TALLAHASSEE, Fla. – Given the success of his first two seasons at Florida State, it’s hard to imagine that Dalvin Cook entered his junior year with much room to improve. Turns out that he found some. Already one of the elite runners in college football, Cook in 2016 has emerged as a dangerous receiver out of the backfield. He’s already got 19 catches for 286 yards – second-most on the team in each category – and he’s averaging 15.1 yards every time he catches a pass.
Paired with his gaudy rushing total (635 yards, 127.0 per game), that yardage makes Cook the national leader in total yards from scrimmage.
Cook has 921. The next FBS player on the list, Syracuse’s Amba Etta-Tawo, has 840.
“He could always catch the ball very well,” FSU coach Jimbo Fisher said. “And then (he learned) how to get open and how to sit in a zone and how to work a man coverage guy. …
“He worked at the game.”
The process came gradually.
Cook ran a few basic routes in high school, and those translated well enough to the college level. He posted 203 receiving yards as a freshman in 2014, then upped that total to 244 a year later.
But as he entered his junior year, he wanted to kick things up a notch, both to help the Seminoles’ offense and to make himself a more complete player.
So he spent the offseason refining his hands on the “jugs” machine and polishing his routes – just like a receiver would.
“It helps our team that we can get him the ball in different ways to utilize him,” Fisher said. “And, plus, at the next level, that value is through the roof.”
The results have been, too.
Cook’s work was immediately apparent, as he caught seven passes for 101 yards – including catches of 24 and 25 yards – in FSU’s season-opening win over Mississippi.
He’s since had at least one catch in each game and, against North Carolina, had the best receiving game of his career: Six catches for 106 yards, with a 41-yard catch-and-run that set up FSU’s late, go-ahead touchdown.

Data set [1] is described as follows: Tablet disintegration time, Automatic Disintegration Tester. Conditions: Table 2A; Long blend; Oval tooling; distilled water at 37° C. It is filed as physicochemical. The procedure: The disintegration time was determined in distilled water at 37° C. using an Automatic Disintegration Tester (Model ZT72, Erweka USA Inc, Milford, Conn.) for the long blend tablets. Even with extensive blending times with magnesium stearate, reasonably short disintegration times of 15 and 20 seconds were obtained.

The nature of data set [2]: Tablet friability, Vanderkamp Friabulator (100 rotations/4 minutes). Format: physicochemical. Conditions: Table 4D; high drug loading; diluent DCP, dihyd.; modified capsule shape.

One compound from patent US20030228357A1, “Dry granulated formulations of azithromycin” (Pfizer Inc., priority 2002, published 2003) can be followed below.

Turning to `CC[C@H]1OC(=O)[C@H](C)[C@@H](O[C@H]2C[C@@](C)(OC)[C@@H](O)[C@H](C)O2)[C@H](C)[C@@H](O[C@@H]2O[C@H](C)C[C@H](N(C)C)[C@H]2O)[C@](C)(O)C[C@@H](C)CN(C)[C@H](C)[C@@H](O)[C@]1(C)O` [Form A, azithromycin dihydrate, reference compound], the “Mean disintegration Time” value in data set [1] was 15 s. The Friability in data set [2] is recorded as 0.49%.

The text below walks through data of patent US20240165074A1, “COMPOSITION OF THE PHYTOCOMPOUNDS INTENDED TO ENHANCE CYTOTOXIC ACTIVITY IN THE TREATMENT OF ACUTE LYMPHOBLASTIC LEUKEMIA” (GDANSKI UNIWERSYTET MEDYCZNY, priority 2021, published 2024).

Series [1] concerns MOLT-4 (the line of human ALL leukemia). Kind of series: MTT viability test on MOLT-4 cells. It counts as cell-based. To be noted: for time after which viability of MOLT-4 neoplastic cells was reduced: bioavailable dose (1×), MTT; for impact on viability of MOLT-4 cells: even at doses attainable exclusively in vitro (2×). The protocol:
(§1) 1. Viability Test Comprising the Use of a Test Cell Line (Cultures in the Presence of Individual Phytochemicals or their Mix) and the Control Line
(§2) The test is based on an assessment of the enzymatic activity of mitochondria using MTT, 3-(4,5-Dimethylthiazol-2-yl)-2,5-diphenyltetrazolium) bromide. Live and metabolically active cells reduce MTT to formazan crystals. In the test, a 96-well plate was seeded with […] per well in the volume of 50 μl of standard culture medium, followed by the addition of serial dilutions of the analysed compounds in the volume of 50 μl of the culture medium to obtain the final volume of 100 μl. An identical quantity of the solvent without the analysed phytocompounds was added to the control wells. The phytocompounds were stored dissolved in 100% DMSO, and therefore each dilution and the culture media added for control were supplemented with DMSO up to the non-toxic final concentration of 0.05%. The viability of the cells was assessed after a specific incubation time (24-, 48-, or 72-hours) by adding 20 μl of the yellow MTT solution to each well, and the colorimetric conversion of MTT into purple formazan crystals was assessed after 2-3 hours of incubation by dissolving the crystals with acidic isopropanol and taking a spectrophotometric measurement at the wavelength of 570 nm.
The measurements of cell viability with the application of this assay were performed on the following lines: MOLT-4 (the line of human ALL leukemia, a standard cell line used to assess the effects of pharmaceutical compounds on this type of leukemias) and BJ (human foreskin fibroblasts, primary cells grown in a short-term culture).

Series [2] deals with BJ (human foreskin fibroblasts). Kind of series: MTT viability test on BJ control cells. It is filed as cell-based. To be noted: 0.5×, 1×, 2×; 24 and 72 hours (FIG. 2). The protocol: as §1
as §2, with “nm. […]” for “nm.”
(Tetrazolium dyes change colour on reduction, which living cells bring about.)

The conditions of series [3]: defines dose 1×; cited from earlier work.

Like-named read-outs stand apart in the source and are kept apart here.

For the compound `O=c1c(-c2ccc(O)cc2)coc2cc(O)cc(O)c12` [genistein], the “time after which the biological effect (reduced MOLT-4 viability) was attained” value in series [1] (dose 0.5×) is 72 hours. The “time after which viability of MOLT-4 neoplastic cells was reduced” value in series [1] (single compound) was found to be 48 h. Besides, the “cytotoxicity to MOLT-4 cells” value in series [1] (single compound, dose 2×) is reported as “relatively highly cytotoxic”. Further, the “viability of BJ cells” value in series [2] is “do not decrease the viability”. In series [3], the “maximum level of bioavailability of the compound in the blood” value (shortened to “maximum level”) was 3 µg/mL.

Along the way, Cook became the first Seminole running back to have 100 yards both rushing and receiving in the same game.
“Coach Fisher did a great job of starting me off with little swing routes out of the backfield and just getting me one-on-one with linebackers,” Cook said. “I was winning those battles, and he just kept getting me more comfortable with it.”
Up next for Cook is a date with his hometown team, the Miami Hurricanes, a matchup which has boded well for the Seminoles in the past.
Two of the best games of his career of have come at Miami’s expense – a 269-yard, three touchdown outburst last year and a 110-yard, two-TD performance as a freshman in 2014 – and Cook said that the thought of Miami winning this year and breaking its six-game losing streak to FSU “irks” him.
A former standout at Miami Central High, Cook said he remembers the Seminoles’ team bus shaking as it pulled into Miami’s Hard Rock Stadium.
“(FSU-Miami) is an experience that, when you’re a child, you look forward to,” Cook said. “I always wanted to play in it, and I’m just embracing the moment every time I go out there and play against the Hurricanes.
“That’s why I give it all I’ve got: It’s Miami week.”